The start of Android
Rubin was not the only founder of Android in 2004: there were three others involved in the start of the world’s largest operating system. The first idea behind Android was no operating system for smartphones at all; Rubin and his co-founders wanted to build an operating system for digital cameras. That had to recognize faces in photos and exchange photos wirelessly with a PC, thanks to software that users could put on the PC.
After discussions with potential investors and other companies, it soon became apparent that the company would not be viable. The market for digital cameras was then much smaller than the mobile market and it would remain that way; the market simply would not be large enough to attract investors. After five months, the founders made a turnaround: they would make a phone operating system.
That was not immediately a success. In fact, Android almost went under in 2004 and was no longer able to pay employees, when a friendly investor gave Rubin an envelope with ten thousand dollars in notes of one hundred, and transferred much more money the next day. That envelope saved Android from an early fall.
Google approached Android in 2005. That was no coincidence: Larry Page and Sergey Brin had both had a Hiptop and had also met Rubin when he gave a presentation on the development of the device at Stanford University in Silicon Valley.
The meeting in 2005 first seemed to be about a collaboration, but later it turned out that Google had a different plan: it wanted to take over Android. The founders thought about it for a moment and then agreed. Both companies announced the news in August . We then thought to have an idea what the search giant wanted with Android. “What Google wants with Android knowledge and employees is easy to guess: Google wants to develop web applications for mobile devices and Android has the knowledge for that.”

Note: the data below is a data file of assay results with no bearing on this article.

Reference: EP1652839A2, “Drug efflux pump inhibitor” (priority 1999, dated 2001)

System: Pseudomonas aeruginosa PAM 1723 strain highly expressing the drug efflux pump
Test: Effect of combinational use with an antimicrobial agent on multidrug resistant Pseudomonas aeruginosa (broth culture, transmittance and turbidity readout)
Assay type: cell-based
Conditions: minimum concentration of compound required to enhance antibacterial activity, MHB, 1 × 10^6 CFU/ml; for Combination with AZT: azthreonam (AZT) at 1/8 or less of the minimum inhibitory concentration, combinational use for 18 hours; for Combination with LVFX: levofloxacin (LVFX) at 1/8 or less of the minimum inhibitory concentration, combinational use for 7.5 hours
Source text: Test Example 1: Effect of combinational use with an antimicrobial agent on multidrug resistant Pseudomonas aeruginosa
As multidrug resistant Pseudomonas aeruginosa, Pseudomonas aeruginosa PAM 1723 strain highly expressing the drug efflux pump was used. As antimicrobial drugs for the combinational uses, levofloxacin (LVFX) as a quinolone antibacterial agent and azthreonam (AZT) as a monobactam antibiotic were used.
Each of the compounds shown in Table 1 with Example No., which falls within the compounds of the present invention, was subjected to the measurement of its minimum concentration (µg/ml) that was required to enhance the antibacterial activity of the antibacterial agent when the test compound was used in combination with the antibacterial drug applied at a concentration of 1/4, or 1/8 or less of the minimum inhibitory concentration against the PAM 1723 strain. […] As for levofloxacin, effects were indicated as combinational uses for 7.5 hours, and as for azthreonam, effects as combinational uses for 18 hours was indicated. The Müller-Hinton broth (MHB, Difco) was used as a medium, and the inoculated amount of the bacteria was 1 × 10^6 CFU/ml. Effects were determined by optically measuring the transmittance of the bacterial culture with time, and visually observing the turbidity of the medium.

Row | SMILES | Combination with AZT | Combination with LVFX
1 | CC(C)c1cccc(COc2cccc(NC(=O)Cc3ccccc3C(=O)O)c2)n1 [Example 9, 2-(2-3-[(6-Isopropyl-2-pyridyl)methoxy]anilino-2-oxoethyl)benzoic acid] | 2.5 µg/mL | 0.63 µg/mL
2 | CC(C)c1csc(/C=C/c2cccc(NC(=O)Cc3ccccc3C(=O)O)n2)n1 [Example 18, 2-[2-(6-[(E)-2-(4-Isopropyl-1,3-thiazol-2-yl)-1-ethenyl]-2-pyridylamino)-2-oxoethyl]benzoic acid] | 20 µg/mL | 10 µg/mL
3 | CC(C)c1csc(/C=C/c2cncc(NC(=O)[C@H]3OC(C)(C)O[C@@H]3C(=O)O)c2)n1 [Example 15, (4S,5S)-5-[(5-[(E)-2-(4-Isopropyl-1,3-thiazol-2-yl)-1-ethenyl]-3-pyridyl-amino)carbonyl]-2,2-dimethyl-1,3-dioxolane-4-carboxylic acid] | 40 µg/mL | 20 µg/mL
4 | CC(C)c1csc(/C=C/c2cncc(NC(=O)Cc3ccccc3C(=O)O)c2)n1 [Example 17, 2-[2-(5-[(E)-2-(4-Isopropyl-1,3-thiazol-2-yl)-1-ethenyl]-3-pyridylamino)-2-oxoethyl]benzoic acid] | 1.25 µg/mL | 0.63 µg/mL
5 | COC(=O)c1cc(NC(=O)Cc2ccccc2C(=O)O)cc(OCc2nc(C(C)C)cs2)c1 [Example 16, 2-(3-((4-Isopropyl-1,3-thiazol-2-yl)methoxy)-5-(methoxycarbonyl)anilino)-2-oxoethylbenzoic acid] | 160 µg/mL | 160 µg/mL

Google had seen a gap in the market and wanted to jump into it. The mobile phone market then looked very different. Telephone manufacturers mainly had telecom providers as customers and those customers determined the specs and features of the telephones. Developers who wanted to create and distribute apps had a hard time: there were many different operating systems such as Symbian, PalmOS, Windows Mobile, BlackBerry OS and a number of mobile Linux variants. Even operating system versions were not always compatible.
Google wanted to solve that by building Android around a virtual machine that can execute Java code. Because apps could run in that virtual machine, Dalvik, developers did not have to adjust their apps per device.
Android 1.0 was built on the Linux 2.6.24 kernel, but does not use any windowing system or other Linux tools. On top of the kernel is the hardware abstraction layer for communication with audio, wifi and the modem. On top of that you can find the native libraries and the runtime. Finally, the Android developers also built the application framework and of course the apps themselves.
Manufacturers and providers were allowed to build their own interface on Android and add their own apps, but they don’t interfere deeply with the kernel or the runtime. We still see the consequences of that decision. Some devices have a Google-designed interface, but many models from Samsung, Huawei, HTC, LG, Sony, Oppo and many more manufacturers have their own skin over Android.